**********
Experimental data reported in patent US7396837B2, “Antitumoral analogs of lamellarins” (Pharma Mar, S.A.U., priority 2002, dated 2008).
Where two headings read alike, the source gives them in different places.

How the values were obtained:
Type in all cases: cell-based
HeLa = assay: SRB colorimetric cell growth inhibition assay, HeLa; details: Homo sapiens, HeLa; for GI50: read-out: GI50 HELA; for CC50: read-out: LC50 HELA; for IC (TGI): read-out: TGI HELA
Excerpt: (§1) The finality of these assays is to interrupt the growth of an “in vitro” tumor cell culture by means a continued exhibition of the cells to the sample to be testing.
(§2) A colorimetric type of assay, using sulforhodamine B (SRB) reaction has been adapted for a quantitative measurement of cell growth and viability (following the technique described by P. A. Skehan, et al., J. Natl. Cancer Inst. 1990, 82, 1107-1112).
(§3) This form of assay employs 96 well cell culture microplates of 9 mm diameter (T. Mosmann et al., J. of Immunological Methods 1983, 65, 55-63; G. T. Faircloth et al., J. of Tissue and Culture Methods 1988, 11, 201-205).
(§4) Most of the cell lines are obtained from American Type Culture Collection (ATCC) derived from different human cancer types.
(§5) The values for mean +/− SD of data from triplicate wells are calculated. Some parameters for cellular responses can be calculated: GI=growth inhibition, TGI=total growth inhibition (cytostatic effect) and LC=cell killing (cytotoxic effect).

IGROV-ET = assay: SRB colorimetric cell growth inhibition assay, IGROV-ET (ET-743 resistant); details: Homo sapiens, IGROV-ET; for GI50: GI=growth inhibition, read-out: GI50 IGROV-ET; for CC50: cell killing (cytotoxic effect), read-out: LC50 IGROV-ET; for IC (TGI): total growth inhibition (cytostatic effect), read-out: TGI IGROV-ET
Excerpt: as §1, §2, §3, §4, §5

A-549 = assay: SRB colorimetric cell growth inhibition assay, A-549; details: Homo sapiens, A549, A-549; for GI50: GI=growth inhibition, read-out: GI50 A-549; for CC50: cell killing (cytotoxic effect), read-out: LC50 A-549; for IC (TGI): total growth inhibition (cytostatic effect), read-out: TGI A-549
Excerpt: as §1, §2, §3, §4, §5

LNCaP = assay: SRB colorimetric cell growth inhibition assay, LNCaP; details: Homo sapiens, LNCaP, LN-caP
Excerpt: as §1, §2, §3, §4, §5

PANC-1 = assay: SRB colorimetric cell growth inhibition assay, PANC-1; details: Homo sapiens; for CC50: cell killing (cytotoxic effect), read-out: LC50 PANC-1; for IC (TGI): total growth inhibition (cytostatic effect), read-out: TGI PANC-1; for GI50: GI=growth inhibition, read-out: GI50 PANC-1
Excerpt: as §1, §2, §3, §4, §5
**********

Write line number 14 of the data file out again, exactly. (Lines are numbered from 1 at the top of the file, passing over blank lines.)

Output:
Excerpt: as §1, §2, §3, §4, §5